Video Icon

Video: Munitions are Not Souvenirs- Explosives Safety

Video by Annie ChambersSmall RSS IconSubscriptions Icon


Embed code ▼

I enjoy looking for buried treasure and the rewards of finding the occasional piece of jewelry or old coins. But there is one type of souvenir that should be handled only by the experts. Old military munitions remain from the days of World War II, when much of our nation was undeveloped and used by the military for training, testing and demonstrations. Even though these munitions are old, they may still be dangerous. If you see something that you suspect may be munitions, please follow the “3Rs” of safety. please follow the 3Rs of explosives safety: Recognize when you may have encountered a munition, and that munitions are dangerous. Retreat: do not touch, move or disturb it, but carefully leave the area, noting the location. Report: the object to local law enforcement by calling 911. Your safety is far more important than any souvenir. This message brought to you by the U.S. Army Corps of Engineers.


Web Views
83
Downloads
3
High-Res. Downloads
3

Podcast Hits
0



Public Domain Mark
This work, Munitions are Not Souvenirs- Explosives Safety, by Annie Chambers, identified by DVIDS, is free of known copyright restrictions under U.S. copyright law.

Date Taken:07.11.2012

Date Posted:07.11.2012 3:04PM

Category:Package

Video ID:148912

VIRIN:120711-A-#####-703

Filename:DOD_100439295

Length:00:01:00

Location:JACKSONVILLE, FL, USGlobe

More Like This

  • Along with the “3Rs” of education – reading, ‘riting and ‘rithmetic – all of us need to be students of the “3Rs” of explosives safety – recognize, retreat and report.  Our nation’s history includes a time, during World War II, when our military forces used our wide open spaces for training, testing and demonstrations.  Some cleanup was done when these activities stopped, but some old military munitions remain and could still be dangerous. Although these munitions are generally buried, some may occasionally appear on the surface of the ground. If you should see something that you think may be munitions, please follow the 3Rs of explosives safety: Recognize when you may have encountered a munition, and that munitions are dangerous. Retreat: do not touch, move or disturb it, but carefully leave the area, noting the location. Report: the object to local law enforcement by calling 911. Following these simple steps will earn you an A+.

This message brought to you by the U.S. Army Corps of Engineers.
  • The military training and testing programs that occurred across America during World War II are an important part of our history that contributed immeasurably to our national defense. This legacy may have also resulted in potentially dangerous munitions being left behind. Most of these are buried underground, but over time, it is possible some may be unearthed and pose a safety hazard.  As important as our past military activities were to securing our peace, it is just as important to ensure a safe environment for our future and our children. Should you see something that you suspect may be munitions, please follow the 3Rs of explosives safety: Recognize when you may have encountered a munition, and that munitions are dangerous. Retreat: do not touch, move or disturb it, but carefully leave the area, noting the location. Report: the object to local law enforcement by calling 911. Your safety is important to all of us at the U.S. Army Corps of Engineers.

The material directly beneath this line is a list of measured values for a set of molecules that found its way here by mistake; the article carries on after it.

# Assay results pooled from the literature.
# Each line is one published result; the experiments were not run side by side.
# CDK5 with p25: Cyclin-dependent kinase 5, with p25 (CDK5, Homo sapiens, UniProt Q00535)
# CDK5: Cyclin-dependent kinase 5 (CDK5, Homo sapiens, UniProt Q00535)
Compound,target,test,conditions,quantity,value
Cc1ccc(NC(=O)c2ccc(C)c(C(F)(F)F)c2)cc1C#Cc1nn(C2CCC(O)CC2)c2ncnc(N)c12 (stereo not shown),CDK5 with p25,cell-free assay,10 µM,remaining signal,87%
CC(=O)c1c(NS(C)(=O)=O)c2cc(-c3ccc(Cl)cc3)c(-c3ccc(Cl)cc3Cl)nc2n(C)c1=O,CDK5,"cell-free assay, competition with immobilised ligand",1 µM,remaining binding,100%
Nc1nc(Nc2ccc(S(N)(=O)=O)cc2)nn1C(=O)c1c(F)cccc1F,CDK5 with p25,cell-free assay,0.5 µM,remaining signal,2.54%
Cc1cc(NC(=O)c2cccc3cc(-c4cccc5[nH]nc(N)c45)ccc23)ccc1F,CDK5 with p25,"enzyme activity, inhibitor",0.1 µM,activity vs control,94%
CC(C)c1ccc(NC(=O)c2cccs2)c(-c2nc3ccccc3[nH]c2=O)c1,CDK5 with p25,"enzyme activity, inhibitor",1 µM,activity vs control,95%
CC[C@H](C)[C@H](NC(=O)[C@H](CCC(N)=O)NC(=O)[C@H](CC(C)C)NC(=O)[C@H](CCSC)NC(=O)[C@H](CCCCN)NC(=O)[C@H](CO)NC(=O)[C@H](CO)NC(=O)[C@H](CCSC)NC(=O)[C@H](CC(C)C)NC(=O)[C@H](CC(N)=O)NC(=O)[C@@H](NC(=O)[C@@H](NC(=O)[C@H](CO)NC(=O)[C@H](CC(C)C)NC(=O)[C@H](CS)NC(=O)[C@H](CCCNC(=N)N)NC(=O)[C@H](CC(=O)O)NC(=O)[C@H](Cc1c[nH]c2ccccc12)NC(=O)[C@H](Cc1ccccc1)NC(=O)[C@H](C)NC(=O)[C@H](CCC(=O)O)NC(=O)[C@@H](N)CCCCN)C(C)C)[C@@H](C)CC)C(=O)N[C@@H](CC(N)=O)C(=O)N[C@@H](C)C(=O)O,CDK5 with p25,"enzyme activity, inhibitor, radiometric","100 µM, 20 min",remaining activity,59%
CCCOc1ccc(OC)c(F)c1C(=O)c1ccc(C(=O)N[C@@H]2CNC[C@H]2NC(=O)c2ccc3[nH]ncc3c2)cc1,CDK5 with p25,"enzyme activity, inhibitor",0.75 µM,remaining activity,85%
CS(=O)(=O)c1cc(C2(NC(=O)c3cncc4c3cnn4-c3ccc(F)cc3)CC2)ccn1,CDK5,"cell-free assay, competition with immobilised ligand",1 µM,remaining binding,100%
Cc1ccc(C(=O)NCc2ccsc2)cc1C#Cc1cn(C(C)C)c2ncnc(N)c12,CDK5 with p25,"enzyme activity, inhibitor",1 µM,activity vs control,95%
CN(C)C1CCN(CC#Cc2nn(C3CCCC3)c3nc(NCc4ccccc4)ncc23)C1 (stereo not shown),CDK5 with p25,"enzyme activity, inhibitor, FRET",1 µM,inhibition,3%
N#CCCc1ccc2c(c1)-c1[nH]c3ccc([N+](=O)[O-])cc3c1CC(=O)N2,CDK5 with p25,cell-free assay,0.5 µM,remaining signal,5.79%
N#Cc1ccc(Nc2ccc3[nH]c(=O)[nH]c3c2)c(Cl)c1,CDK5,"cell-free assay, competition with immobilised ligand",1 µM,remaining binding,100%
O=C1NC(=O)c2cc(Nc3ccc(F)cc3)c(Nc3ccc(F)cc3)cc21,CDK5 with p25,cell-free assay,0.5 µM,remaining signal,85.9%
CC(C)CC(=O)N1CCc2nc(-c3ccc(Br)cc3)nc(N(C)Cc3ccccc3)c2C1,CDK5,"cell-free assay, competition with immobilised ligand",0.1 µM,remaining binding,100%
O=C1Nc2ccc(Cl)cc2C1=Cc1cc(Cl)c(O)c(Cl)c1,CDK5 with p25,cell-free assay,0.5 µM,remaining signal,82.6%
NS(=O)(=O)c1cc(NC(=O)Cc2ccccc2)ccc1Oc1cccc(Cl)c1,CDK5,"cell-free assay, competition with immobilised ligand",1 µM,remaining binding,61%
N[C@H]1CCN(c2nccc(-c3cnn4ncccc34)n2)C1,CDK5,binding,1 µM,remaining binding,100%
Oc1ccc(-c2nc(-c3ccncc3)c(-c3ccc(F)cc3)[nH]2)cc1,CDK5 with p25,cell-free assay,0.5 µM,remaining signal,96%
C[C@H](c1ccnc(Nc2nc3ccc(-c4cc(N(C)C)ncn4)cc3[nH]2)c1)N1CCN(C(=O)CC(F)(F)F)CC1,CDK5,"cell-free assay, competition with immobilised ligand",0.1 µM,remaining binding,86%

• As parents, we all want the best and safest environment in which to raise our children. They love to explore and they are excited when they find something new to play with. So I am concerned when I hear occasional news reports about children finding and playing with old military munitions. Our nation’s history shows that our once vast, open land provided prime military training ground for the Department of Defense. Along with teaching our children to look both ways before crossing and to never talk to strangers, teach them to never touch any foreign objects that they might find. And because they follow our lead – set the right example by following the simple “3Rs” of explosives safety. Recognize when you may have encountered a munition, and that munitions are dangerous. Retreat: do not touch, move or disturb it, but carefully leave the area, noting the location. Report: the object to local law enforcement by calling 911.Our children’s safety depends on it.

This message brought to you by the U.S. Army Corps of Engineers.
  • Package about how to safely deal with a situation in which you may discover old military munitions. Produced by Mary Cochran for web team - BUILDING STRONG iTunes Channel. In Spanish.

Options

  • Army
  • Marines
  • Navy
  • Air Force
  • Coast Guard
  • National Guard

HOLIDAY GREETINGS

SELECT A HOLIDAY:

VIDEO ON DEMAND

  • Facebook
  • Twitter
  • Youtube
  • Flickr